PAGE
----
The GBP/CAD currency pair, which expresses the value of the British pound sterling in terms of the Canadian dollar, has managed to continue to fend off long-term lows over the past few years. However, in spite of Brexit (the U.K.’s decision to leave the European Union, which was announced on 23 June 2016), GBP/CAD has in fact managed to continue to trade above the lows of 2010 to 2013.
The long-term monthly candlestick chart below illustrates price action from as early as January 1975. Two levels are highlighted: 1.60 and 1.50. GBP has managed to safely avoid the 1.50 handle since the announcement of Brexit, although current prices above the 1.70 handle are still a far cry from the highs above 2.00 in the latter half of 2015 (and early part of 2016).
(Source: TradingView. The same applies to all subsequent candlestick charts presented hereafter.)
If we focus on more recent years, since 2000, we can see that GBP/CAD has fallen from highs above 2.50 down to levels under 1.50, and yet in spite of this the 10-year yield spread (the blue line, in the chart below) is currently back to where it used to be at its high. Yet clearly prices are still languishing far below the highs above 2.50 (found in 2002, 2003 and 2004).
The 10-year yield spread rose fairly consistently from the year 2000 into mid-2008, yet GBP/CAD continued to trade through this period. The 2008/09 Great Recession saw markets continuing to prefer CAD over GBP, all the way into the exchange rate’s long-term lows under 1.50 (in 2010). Currently, the 10-year yield spread is once again negative (albeit above more recent lows in 2018).
The bond market’s 10-year yield spread is negative 35 basis points (pictured above, on the far-right y-axis). This compares to the difference between the short-term interest rates of the Bank of England (10 basis points) and the Bank of Canada (positive 25 basis points) of negative 15 basis points (i.e., 10 minus 25). I highlight these rates in the table below.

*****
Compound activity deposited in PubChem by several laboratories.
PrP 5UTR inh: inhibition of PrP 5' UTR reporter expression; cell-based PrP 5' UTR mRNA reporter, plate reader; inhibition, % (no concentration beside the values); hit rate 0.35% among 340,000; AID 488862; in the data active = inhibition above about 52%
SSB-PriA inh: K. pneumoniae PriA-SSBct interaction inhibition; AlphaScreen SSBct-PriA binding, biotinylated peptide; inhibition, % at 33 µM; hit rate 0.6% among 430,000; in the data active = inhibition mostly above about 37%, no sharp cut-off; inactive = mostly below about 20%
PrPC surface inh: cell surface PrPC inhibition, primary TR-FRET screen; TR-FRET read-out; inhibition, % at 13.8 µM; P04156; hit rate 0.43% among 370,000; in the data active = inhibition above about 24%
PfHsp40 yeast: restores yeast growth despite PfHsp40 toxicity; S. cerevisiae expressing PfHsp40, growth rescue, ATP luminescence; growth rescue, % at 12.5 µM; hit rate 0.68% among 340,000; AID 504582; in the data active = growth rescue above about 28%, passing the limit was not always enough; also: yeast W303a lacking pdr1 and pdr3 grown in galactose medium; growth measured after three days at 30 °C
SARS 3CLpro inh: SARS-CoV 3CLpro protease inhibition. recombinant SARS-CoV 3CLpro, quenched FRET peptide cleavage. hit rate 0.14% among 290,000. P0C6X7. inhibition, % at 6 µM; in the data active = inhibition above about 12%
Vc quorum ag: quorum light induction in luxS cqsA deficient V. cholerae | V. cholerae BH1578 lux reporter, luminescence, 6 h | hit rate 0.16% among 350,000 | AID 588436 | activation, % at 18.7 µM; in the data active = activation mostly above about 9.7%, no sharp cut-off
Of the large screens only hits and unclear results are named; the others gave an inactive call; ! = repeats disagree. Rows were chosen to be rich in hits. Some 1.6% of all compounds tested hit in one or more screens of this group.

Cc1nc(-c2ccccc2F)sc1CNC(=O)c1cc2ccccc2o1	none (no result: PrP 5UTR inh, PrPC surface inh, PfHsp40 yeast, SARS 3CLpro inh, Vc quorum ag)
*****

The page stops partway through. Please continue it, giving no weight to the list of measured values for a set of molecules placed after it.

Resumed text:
Therefore, the bond market is probably a little pessimistically priced at the moment in terms of GBP/CAD rates. Even if the Bank of England were to visit the “zero lower bound” (cutting rates by another 10 basis points), the 10-year yield spread would still be leaning on pessimism. Of course, the pessimism could turn out to be well-founded, but at this juncture, it is worth noting because it does mean that economic outperformance from the U.K. could send GBP/CAD significantly higher on the back of surprise.
A more recent chart reveals that GBP/CAD is, on a short-term basis, trading fairly consistently within a trading range. March 2020 saw a large expansion of this range, but the midpoint of 1.73 would basically remain even without this expansion. Current prices are close to the midpoint.
Remember that this pair is technically negative-carry, and so it is certainly not attractive from the perspective of interest rates.
In fact, even being short this pair is not attractive for similar reasons; interest rate spreads are too tight. Having said this, as of October 8, 2020, three-month GBP LIBOR is about 5.2 basis points positive, while three-month CAD CDOR is 50 basis points positive (as at the same date). Therefore, while official short-term rates imply a fairly tight spread, real funding markets are suggesting a relatively tight CAD and a loose GBP. This is confirmed by retail broker spreads (see below), which indicate an average spread of negative 66 basis points for GBP/CAD (one of the most negative spreads in major FX).